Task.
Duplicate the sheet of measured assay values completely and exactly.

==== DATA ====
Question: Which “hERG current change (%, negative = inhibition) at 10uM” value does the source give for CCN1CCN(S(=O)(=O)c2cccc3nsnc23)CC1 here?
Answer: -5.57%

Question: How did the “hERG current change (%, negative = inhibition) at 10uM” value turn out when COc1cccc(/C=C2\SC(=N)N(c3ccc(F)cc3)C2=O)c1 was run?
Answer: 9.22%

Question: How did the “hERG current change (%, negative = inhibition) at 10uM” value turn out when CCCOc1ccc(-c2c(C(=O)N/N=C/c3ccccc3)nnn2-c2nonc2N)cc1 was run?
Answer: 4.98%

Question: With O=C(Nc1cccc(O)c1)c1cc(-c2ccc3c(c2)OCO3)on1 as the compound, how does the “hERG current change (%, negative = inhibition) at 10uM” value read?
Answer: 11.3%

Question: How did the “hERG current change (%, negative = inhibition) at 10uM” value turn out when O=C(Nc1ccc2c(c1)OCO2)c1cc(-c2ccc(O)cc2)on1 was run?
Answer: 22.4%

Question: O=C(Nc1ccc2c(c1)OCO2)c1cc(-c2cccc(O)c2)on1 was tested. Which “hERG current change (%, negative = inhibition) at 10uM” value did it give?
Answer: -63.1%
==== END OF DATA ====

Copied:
Question: Which “hERG current change (%, negative = inhibition) at 10uM” value does the source give for CCN1CCN(S(=O)(=O)c2cccc3nsnc23)CC1 here?
Answer: -5.57%

Question: How did the “hERG current change (%, negative = inhibition) at 10uM” value turn out when COc1cccc(/C=C2\SC(=N)N(c3ccc(F)cc3)C2=O)c1 was run?
Answer: 9.22%

Question: How did the “hERG current change (%, negative = inhibition) at 10uM” value turn out when CCCOc1ccc(-c2c(C(=O)N/N=C/c3ccccc3)nnn2-c2nonc2N)cc1 was run?
Answer: 4.98%

Question: With O=C(Nc1cccc(O)c1)c1cc(-c2ccc3c(c2)OCO3)on1 as the compound, how does the “hERG current change (%, negative = inhibition) at 10uM” value read?
Answer: 11.3%

Question: How did the “hERG current change (%, negative = inhibition) at 10uM” value turn out when O=C(Nc1ccc2c(c1)OCO2)c1cc(-c2ccc(O)cc2)on1 was run?
Answer: 22.4%

Question: O=C(Nc1ccc2c(c1)OCO2)c1cc(-c2cccc(O)c2)on1 was tested. Which “hERG current change (%, negative = inhibition) at 10uM” value did it give?
Answer: -63.1%